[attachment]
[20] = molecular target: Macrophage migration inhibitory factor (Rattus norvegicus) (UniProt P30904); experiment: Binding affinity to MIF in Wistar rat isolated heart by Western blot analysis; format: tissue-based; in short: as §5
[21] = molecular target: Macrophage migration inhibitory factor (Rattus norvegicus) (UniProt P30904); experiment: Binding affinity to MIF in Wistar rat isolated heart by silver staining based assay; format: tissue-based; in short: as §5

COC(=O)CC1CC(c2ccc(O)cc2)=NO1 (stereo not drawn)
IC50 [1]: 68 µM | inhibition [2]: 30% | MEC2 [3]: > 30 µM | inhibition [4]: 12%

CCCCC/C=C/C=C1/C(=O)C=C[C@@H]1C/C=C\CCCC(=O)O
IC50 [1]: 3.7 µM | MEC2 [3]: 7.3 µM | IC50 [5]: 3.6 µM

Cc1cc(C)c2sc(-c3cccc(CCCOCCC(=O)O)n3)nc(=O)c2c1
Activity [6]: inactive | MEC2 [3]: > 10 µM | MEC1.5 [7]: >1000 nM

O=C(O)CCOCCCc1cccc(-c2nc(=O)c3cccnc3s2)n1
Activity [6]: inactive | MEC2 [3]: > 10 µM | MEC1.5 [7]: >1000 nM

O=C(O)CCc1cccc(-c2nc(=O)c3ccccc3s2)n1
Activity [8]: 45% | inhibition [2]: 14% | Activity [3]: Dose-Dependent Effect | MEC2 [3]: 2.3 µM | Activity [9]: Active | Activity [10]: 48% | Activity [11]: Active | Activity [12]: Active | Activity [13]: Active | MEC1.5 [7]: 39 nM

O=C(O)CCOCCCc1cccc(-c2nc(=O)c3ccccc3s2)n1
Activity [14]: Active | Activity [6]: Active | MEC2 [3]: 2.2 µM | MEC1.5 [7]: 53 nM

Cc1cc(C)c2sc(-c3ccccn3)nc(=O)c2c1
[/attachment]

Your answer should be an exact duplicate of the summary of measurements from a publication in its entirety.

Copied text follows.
[20] = molecular target: Macrophage migration inhibitory factor (Rattus norvegicus) (UniProt P30904); experiment: Binding affinity to MIF in Wistar rat isolated heart by Western blot analysis; format: tissue-based; in short: as §5
[21] = molecular target: Macrophage migration inhibitory factor (Rattus norvegicus) (UniProt P30904); experiment: Binding affinity to MIF in Wistar rat isolated heart by silver staining based assay; format: tissue-based; in short: as §5

COC(=O)CC1CC(c2ccc(O)cc2)=NO1 (stereo not drawn)
IC50 [1]: 68 µM | inhibition [2]: 30% | MEC2 [3]: > 30 µM | inhibition [4]: 12%

CCCCC/C=C/C=C1/C(=O)C=C[C@@H]1C/C=C\CCCC(=O)O
IC50 [1]: 3.7 µM | MEC2 [3]: 7.3 µM | IC50 [5]: 3.6 µM

Cc1cc(C)c2sc(-c3cccc(CCCOCCC(=O)O)n3)nc(=O)c2c1
Activity [6]: inactive | MEC2 [3]: > 10 µM | MEC1.5 [7]: >1000 nM

O=C(O)CCOCCCc1cccc(-c2nc(=O)c3cccnc3s2)n1
Activity [6]: inactive | MEC2 [3]: > 10 µM | MEC1.5 [7]: >1000 nM

O=C(O)CCc1cccc(-c2nc(=O)c3ccccc3s2)n1
Activity [8]: 45% | inhibition [2]: 14% | Activity [3]: Dose-Dependent Effect | MEC2 [3]: 2.3 µM | Activity [9]: Active | Activity [10]: 48% | Activity [11]: Active | Activity [12]: Active | Activity [13]: Active | MEC1.5 [7]: 39 nM

O=C(O)CCOCCCc1cccc(-c2nc(=O)c3ccccc3s2)n1
Activity [14]: Active | Activity [6]: Active | MEC2 [3]: 2.2 µM | MEC1.5 [7]: 53 nM

Cc1cc(C)c2sc(-c3ccccn3)nc(=O)c2c1